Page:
Adventures Of Fatherhood

Adventures Of Fatherhood
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Beckett hosted his first sleepover last weekend, and there was little sleep to speak of for the most part.

Despite my best attempts to tire them out by taking them sledding after school, Beckett and his little buddy, Stephen, both 6, were wide-awake at 8 p.m. The same goes for 9 p.m. as well as 10 p.m. and even 11 p.m.

The boys were great and kept to themselves for the most part. Of course, there was a lot of technology involved considering the weather, but there was also some indoor soccer, impromptu karate sparring, a little bit of reading and some crazy 6-year-old games I could not follow.

We didn’t have a specific bedtime for them since it was a weekend night and we knew they would be excited. In my head, however, I figured 11 at night would be the latest they could stay up. Therefore, I started the countdown at 9 p.m. when they were at their most amped. Subsequent visits found the room in various states of disarray and included further countdown warnings.

When 11 p.m. arrived, I told them it was lights out time, and it was greeted as expected with grunts and moans about unfairness and how they weren’t tired. After several repeat visits, it was clear I was not getting anywhere. I told them in my best mean voice, “the next time I have to come up, I’m not going to be as nice, okay boys?”

As I was walking down the steps, I heard little giggles from the crazy first graders. I imagined they were mocking me but figured I would give them a few more minutes.

As Pam and I sat downstairs, we could hear them jumping out of bed and running around. Whenever I would walk up the steps, they would jump in their beds, pretending to be asleep. They didn’t understand the reality is they stomp wherever they go, and we can hear every single step they take and everything they say. They were not fooling anybody, despite their hopes to the contrary.

Since I was clearly getting nowhere, that’s when Pam — the enforcer of the house — stepped in and went upstairs. I think I was asleep in bed before she even made it to Beckett’s room. I may not have tired them out, but they certainly wore me down.

Whatever it was she did, Beckett was asleep in short fashion and we never heard again from his little visitor.

That was until shortly after 6 a.m. the next morning when they came down looking for the xBox controllers that we had confiscated before the “to bed” order. When I told them they were in our room, where Pam was sleeping, neither was quick to run up the steps to retrieve them. Stephen looked at Beckett, who then asked me if I would go get them so he would not wake up his mom.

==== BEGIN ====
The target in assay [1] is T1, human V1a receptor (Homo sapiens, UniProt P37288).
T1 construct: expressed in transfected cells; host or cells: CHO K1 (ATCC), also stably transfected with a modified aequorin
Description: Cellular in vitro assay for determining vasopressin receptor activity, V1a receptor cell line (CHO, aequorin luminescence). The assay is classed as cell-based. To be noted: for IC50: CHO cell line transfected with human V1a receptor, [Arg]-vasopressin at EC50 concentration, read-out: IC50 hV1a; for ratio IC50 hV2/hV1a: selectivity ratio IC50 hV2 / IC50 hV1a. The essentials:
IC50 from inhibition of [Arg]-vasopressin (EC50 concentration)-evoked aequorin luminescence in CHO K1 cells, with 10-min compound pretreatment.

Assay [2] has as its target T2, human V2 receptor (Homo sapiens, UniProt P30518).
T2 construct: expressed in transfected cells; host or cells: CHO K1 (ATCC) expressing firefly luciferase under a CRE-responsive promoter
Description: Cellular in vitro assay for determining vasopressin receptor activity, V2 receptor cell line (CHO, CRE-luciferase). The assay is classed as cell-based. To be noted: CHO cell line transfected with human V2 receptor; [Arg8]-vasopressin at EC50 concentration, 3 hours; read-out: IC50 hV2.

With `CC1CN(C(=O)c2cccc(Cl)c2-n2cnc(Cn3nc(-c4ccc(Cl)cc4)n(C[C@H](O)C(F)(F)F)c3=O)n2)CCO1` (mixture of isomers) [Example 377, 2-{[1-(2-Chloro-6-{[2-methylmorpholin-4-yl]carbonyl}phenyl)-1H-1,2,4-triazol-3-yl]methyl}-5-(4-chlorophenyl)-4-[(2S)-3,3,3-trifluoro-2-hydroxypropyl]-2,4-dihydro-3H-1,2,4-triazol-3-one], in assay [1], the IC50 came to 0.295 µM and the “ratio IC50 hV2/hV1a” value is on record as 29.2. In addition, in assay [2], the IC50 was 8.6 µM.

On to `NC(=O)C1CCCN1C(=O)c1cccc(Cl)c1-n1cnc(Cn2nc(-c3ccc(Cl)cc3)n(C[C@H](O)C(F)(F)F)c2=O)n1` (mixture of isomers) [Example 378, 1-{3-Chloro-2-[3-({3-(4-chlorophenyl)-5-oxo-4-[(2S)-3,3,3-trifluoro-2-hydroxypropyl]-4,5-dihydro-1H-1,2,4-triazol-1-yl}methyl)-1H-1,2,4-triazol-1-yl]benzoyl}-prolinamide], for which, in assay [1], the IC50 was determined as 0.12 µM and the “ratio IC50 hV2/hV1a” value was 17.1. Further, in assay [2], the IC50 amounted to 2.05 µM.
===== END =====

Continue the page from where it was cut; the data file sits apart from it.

Whatever she had done to get them to sleep the night before apparently was still remembered.

Never will I ever take for granted a mild and dry winter again.

This winter’s weather has exposed my weaknesses as a parent, and I assume I’m not alone in my feeling of being sick and tired of this crap.

One snowfall a winter is fine by me. I actually think it’s fun to have no school and have a “snow day” at home with the boys. I like shoveling the sidewalks at home and at work, clearing the cars, getting in snow ball fights with my kids and sledding on what we call hills around these parts. I like the act of getting the kids all bundled up and watching them try to bend over with so many layers on. I like wrestling them to get their little fingers into the right holes of their gloves and convincing them they have to wear a hat and zip up their jackets in the cold. I actually like the abundance of boots and wet gloves, scarves and hats spread out on the floor to dry out.

I like all of that once a year and maybe even twice. Any more than that and I notice my psyche is impacted. That’s why this week I started to focus on all the work that’s involved in getting them ready to play in the snow as well as the mess that comes into the house as a result. I noticed my snow work ethic dissolved as well. I only shoveled the absolute minimum required of the sidewalk. I dwelled on the huge pain snow is around here and the fact we can’t get outside as much as we like because it’s so darn cold.

Add to this the horribly cold weather when it wasn’t snowing this winter and suddenly the walls of the house are starting to cave in and, most importantly, my lack of patience has eroded to all but nil.

You know it’s bad when yet another cancelled school day starts with a 7:30 a.m. trip to Chick-Fil-A for breakfast because they have a small play area. That’s how desperate I was to burn off their energy.

Last Sunday it was actually not cold outside but of course it was raining hard most of the day. Desperation led me to the treadmill of the house, and I put each kid on it for 15 minutes each. They liked it for the first few minutes before quickly growing bored, but I refused to let them off. Beckett eventually figured out what was going on.

He asked, “Is this because we are driving you crazy?”

He was right.